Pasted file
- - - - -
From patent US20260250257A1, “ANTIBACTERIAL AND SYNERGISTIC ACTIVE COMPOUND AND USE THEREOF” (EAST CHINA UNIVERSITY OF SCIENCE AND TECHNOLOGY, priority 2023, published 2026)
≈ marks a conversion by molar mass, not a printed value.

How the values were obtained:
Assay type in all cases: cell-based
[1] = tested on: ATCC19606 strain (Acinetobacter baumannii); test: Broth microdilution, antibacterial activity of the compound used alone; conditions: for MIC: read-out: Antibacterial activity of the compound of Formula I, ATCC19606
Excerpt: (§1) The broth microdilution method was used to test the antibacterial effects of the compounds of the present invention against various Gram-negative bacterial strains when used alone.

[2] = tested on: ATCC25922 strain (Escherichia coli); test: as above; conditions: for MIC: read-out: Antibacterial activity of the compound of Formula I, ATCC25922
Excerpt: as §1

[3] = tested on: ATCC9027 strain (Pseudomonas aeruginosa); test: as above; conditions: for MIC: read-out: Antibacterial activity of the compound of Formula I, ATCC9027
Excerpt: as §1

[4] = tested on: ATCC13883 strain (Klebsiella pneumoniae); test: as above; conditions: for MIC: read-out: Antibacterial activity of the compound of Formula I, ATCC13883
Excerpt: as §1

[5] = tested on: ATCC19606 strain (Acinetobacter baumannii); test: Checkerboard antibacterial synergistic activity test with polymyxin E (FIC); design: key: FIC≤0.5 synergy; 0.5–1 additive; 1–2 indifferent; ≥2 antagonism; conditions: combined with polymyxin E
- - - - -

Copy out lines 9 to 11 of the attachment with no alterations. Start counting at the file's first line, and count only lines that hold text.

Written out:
[3] = tested on: ATCC9027 strain (Pseudomonas aeruginosa); test: as above; conditions: for MIC: read-out: Antibacterial activity of the compound of Formula I, ATCC9027
Excerpt: as §1

[4] = tested on: ATCC13883 strain (Klebsiella pneumoniae); test: as above; conditions: for MIC: read-out: Antibacterial activity of the compound of Formula I, ATCC13883